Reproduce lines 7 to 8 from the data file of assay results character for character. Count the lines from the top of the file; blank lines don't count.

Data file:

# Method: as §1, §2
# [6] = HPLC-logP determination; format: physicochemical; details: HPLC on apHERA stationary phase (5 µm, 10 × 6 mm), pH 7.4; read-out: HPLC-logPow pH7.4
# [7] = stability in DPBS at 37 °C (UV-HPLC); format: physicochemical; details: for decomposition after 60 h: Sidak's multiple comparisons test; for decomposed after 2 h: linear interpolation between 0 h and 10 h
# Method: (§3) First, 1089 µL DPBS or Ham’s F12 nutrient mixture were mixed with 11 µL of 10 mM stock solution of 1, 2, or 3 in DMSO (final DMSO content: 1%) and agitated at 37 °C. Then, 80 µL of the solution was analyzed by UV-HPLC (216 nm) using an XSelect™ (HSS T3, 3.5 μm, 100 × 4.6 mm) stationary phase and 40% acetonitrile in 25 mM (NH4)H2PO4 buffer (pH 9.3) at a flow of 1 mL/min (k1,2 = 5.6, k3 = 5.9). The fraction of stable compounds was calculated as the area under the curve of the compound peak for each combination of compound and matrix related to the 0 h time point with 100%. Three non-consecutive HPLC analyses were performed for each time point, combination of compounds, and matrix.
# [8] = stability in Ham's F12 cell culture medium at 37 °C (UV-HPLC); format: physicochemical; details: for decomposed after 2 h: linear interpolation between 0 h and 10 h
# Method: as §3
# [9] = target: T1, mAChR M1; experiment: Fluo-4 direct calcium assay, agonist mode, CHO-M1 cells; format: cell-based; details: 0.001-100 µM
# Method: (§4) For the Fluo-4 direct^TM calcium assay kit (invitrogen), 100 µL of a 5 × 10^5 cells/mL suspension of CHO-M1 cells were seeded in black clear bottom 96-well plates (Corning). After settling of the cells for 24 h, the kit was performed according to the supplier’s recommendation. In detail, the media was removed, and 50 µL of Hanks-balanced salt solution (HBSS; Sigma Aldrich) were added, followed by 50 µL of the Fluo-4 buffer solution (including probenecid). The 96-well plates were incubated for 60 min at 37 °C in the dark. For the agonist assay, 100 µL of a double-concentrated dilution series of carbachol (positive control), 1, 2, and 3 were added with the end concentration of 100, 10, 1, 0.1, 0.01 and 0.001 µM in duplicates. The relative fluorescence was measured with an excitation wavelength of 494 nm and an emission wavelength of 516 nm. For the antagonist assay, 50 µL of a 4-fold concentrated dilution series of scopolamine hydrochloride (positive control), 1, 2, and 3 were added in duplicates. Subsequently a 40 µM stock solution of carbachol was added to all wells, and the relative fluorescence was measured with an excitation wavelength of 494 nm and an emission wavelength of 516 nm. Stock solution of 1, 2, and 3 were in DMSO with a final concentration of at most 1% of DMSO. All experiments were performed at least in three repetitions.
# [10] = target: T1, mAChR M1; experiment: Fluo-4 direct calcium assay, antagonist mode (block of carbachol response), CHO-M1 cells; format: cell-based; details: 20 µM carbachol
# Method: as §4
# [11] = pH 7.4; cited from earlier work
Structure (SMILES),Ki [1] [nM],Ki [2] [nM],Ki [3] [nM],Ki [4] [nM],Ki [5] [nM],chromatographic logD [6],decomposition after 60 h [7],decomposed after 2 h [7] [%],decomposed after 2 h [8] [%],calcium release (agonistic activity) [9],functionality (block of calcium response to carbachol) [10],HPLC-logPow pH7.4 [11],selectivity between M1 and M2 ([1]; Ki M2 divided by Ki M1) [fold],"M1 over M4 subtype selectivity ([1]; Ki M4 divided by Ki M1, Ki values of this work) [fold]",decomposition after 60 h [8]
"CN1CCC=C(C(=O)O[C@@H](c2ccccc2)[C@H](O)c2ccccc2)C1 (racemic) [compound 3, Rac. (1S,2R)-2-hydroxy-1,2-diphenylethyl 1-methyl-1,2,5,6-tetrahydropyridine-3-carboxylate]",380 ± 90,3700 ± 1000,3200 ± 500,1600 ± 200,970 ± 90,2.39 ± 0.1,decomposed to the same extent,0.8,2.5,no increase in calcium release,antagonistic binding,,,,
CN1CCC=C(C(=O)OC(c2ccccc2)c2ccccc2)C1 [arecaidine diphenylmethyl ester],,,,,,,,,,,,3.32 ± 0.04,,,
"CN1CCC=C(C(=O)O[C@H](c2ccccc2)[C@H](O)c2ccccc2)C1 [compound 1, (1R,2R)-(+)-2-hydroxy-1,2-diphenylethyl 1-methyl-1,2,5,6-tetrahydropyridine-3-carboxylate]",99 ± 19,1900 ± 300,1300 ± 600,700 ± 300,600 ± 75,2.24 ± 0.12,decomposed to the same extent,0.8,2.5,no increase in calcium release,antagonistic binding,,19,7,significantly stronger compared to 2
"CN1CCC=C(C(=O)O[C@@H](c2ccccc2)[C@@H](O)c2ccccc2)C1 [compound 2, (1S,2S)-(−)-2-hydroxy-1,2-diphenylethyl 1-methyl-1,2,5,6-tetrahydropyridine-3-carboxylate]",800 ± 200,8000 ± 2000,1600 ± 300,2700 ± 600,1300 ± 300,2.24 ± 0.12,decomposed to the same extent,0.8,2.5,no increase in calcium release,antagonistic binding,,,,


# [9] = target: T1, mAChR M1; experiment: Fluo-4 direct calcium assay, agonist mode, CHO-M1 cells; format: cell-based; details: 0.001-100 µM
# Method: (§4) For the Fluo-4 direct^TM calcium assay kit (invitrogen), 100 µL of a 5 × 10^5 cells/mL suspension of CHO-M1 cells were seeded in black clear bottom 96-well plates (Corning). After settling of the cells for 24 h, the kit was performed according to the supplier’s recommendation. In detail, the media was removed, and 50 µL of Hanks-balanced salt solution (HBSS; Sigma Aldrich) were added, followed by 50 µL of the Fluo-4 buffer solution (including probenecid). The 96-well plates were incubated for 60 min at 37 °C in the dark. For the agonist assay, 100 µL of a double-concentrated dilution series of carbachol (positive control), 1, 2, and 3 were added with the end concentration of 100, 10, 1, 0.1, 0.01 and 0.001 µM in duplicates. The relative fluorescence was measured with an excitation wavelength of 494 nm and an emission wavelength of 516 nm. For the antagonist assay, 50 µL of a 4-fold concentrated dilution series of scopolamine hydrochloride (positive control), 1, 2, and 3 were added in duplicates. Subsequently a 40 µM stock solution of carbachol was added to all wells, and the relative fluorescence was measured with an excitation wavelength of 494 nm and an emission wavelength of 516 nm. Stock solution of 1, 2, and 3 were in DMSO with a final concentration of at most 1% of DMSO. All experiments were performed at least in three repetitions.